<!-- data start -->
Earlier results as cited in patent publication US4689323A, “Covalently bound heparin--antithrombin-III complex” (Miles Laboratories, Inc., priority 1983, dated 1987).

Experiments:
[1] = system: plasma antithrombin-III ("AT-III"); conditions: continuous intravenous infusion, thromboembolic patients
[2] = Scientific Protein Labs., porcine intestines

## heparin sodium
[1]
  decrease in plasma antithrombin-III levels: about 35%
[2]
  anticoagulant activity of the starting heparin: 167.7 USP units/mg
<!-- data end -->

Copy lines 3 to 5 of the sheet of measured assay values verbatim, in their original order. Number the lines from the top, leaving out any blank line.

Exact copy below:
[1] = system: plasma antithrombin-III ("AT-III"); conditions: continuous intravenous infusion, thromboembolic patients
[2] = Scientific Protein Labs., porcine intestines

## heparin sodium